What You Should Know about Collecting Antique Clay Pottery

Antique clay "pottery" can be defined in a several different ways. One way of looking at the term is that it is a ceramic ware made of clay that was heated at a high temperature. Pottery can also be defined as the place where ceramics are made. In addition, "pottery" can refer to ceramics where the clay for pottery used is of a low grade and was fired at a lower heat, resulting in product that is not as hard as other grades of ceramics.

Groups of Clay Pottery
Earthenware is a low grade of clay pottery typically fired at temperatures below 2012 degrees Fahrenheit. The lower the temperature, the more porous the product will be. Extremely porous pottery is easier to chip and the less durable than other varieties. A glaze can be used to make the product water resistant.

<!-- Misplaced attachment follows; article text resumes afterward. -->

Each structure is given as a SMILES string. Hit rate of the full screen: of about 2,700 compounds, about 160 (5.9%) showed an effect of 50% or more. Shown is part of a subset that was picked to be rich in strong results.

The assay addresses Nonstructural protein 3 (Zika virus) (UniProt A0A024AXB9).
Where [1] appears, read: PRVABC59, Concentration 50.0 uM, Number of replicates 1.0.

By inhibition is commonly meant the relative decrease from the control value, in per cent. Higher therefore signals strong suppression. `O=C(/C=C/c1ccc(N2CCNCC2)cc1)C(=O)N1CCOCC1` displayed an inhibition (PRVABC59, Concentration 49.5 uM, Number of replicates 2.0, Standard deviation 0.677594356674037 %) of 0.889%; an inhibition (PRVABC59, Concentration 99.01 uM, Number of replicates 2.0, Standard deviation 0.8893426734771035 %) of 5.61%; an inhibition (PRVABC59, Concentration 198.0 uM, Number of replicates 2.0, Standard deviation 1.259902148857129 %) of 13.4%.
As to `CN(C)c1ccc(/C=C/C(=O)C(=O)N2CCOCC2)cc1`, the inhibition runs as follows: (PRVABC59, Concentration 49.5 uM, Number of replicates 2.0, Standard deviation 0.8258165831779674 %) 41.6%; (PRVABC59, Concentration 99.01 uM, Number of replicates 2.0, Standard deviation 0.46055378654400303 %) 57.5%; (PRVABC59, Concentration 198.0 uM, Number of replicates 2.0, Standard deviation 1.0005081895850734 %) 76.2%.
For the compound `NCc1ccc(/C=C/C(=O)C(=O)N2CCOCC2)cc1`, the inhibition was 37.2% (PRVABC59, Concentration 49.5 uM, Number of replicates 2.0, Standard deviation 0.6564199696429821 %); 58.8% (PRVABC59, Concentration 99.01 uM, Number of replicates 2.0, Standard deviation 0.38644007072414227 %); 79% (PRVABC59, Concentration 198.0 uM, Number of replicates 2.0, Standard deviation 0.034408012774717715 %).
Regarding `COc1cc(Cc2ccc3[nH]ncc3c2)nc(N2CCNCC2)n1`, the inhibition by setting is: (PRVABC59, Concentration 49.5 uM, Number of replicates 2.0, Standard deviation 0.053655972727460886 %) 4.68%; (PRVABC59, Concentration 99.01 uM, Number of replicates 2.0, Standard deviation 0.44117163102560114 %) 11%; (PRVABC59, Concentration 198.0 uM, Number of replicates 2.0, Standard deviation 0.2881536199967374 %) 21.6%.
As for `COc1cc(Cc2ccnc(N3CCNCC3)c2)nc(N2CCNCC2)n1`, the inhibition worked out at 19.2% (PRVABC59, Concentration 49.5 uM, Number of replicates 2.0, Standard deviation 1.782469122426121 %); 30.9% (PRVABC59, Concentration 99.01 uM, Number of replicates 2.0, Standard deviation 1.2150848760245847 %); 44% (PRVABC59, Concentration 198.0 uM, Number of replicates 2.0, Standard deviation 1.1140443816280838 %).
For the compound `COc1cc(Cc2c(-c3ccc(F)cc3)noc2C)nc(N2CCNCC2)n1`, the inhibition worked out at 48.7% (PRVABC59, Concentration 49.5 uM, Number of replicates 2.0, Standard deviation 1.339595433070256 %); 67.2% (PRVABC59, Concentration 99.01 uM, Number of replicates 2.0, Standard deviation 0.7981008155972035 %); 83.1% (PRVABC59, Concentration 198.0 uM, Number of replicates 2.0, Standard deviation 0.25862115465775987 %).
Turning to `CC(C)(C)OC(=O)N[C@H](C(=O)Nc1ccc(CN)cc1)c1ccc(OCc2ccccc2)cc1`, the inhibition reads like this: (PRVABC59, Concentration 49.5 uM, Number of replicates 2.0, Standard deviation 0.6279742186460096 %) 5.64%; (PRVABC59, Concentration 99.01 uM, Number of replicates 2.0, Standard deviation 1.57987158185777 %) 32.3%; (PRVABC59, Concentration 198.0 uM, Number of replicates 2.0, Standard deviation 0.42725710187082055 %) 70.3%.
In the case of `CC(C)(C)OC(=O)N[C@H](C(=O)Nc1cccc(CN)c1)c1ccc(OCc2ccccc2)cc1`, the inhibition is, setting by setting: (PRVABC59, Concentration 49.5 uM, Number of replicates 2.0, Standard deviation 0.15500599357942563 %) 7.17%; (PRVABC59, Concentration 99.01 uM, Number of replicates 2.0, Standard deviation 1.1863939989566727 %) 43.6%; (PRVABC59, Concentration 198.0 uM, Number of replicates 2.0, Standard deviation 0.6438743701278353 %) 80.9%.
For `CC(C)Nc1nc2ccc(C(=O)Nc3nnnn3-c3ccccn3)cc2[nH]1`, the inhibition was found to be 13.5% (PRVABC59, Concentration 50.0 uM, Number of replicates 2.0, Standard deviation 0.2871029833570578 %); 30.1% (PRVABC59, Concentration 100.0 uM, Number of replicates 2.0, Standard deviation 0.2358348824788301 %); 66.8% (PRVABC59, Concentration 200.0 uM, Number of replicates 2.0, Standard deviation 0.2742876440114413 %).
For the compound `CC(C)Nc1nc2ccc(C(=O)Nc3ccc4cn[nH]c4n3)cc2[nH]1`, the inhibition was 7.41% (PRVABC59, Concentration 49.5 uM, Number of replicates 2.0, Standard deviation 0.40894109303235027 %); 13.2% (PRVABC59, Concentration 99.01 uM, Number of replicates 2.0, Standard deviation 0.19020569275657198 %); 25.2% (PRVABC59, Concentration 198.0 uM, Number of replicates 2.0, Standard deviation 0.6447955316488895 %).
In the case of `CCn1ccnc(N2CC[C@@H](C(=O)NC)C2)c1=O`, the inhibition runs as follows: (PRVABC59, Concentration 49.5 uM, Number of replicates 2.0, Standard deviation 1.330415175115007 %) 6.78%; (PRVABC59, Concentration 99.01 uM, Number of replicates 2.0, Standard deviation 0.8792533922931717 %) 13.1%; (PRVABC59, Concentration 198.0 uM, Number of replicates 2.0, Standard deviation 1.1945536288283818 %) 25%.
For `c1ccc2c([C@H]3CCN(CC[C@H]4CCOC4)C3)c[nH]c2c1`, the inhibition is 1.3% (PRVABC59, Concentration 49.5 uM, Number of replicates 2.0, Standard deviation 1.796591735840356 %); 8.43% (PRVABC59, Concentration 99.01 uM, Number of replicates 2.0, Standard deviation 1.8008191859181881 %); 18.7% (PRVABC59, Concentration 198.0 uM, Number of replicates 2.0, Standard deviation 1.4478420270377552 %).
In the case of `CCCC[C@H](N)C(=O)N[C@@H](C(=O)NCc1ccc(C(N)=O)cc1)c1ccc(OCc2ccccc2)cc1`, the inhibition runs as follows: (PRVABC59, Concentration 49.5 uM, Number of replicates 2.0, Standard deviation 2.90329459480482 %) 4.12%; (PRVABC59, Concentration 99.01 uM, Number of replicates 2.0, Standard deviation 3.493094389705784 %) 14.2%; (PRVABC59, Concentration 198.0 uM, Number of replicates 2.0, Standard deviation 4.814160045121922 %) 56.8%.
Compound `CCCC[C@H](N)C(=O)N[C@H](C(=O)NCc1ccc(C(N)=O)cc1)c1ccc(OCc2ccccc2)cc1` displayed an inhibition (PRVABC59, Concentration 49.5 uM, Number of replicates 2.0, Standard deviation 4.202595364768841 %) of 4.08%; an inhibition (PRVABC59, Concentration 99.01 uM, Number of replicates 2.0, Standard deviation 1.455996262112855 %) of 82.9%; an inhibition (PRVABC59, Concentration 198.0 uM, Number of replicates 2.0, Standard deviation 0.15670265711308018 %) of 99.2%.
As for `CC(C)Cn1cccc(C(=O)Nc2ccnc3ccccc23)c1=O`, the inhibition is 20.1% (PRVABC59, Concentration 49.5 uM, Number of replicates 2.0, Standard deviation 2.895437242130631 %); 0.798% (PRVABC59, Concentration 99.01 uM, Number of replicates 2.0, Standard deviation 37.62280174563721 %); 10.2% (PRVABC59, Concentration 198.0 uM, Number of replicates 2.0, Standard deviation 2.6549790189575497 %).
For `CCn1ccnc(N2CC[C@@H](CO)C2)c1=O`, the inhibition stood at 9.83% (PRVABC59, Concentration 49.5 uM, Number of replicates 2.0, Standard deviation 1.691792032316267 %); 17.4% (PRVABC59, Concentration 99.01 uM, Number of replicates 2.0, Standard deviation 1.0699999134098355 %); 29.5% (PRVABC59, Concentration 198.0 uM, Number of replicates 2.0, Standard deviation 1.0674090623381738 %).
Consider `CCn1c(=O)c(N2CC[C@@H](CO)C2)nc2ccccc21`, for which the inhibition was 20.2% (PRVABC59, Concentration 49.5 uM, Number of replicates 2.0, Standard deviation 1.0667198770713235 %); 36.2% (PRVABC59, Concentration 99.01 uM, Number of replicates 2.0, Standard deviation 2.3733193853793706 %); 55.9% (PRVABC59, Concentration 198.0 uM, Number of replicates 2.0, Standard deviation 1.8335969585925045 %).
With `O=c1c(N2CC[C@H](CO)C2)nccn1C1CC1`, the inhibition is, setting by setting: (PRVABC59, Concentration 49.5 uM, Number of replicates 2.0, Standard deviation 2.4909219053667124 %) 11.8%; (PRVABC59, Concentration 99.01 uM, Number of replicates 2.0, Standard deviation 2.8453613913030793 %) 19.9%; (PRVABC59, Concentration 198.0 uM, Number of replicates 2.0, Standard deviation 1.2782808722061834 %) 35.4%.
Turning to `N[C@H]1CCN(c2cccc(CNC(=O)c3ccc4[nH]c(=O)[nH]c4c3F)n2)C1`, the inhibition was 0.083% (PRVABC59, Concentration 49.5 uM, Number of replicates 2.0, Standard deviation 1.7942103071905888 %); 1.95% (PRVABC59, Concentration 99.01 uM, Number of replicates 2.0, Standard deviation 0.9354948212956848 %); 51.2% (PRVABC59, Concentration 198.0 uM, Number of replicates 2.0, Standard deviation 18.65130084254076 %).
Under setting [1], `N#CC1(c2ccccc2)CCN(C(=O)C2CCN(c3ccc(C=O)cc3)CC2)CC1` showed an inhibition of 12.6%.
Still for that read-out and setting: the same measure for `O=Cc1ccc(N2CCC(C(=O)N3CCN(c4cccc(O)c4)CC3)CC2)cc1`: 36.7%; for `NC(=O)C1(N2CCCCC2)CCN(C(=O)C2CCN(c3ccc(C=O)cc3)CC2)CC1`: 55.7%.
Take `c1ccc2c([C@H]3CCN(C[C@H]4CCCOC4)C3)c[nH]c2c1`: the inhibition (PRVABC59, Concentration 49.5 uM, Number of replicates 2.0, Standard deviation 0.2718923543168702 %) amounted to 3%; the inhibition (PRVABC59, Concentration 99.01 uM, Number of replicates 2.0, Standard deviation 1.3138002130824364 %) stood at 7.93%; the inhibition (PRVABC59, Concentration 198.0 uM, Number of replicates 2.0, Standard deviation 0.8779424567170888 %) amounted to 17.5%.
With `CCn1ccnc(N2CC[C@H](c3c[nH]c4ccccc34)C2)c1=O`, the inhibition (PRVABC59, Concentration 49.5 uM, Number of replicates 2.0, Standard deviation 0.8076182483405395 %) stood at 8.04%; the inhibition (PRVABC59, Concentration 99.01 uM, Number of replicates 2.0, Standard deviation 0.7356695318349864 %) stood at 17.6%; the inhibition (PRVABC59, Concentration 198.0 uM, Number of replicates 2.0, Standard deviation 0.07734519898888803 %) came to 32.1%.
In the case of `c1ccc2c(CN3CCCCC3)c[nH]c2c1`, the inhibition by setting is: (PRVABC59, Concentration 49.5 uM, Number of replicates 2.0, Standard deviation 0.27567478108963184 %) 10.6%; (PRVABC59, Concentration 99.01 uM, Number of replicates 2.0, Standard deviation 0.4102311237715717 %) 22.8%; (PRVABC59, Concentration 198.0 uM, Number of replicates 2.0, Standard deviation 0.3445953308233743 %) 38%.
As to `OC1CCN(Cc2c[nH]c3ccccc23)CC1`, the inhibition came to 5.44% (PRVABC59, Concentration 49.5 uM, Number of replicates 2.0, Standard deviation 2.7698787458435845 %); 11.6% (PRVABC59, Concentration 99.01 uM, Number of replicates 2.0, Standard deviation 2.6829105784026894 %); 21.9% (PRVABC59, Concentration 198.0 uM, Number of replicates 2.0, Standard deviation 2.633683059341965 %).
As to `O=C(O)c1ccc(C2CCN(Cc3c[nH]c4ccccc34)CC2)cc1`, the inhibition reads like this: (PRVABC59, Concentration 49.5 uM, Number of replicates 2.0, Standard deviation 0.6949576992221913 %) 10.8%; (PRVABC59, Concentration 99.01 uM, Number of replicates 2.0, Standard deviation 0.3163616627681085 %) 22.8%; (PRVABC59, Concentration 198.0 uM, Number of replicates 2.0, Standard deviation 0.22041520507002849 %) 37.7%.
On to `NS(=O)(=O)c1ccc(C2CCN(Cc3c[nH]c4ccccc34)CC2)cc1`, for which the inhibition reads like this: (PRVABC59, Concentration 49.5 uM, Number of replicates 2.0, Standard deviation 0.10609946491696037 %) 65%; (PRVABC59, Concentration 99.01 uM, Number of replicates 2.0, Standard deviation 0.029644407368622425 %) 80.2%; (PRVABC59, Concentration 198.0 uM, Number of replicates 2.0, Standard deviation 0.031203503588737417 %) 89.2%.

Stoneware usually consists of about 90% clay and is fired at more than 2,100 degrees Fahrenheit. This results in strong, dense product that is durable and water resistant.

Porcelain is sometimes also called china because Chinese artisans had a centuries-long monopoly on the porcelain trade. The pottery clay used for porcelain is very high grade, whether it is white clay mixed with glass for soft paste or hard paste that uses the clay called kaolin. Like stoneware, porcelain is fired at more than 2,100 degrees Fahrenheit. When porcelain is thin, it is translucent.

As its name implies, bone china includes bone ash in its formula. Bone china was invented in England in the process of trying to create a substitute for porcelain. Bone china is fired twice, first at about 2336 degrees Fahrenheit and again at about 1976 degrees Fahrenheit. The resulting product is translucent, but does not quite reach the quality of porcelain.

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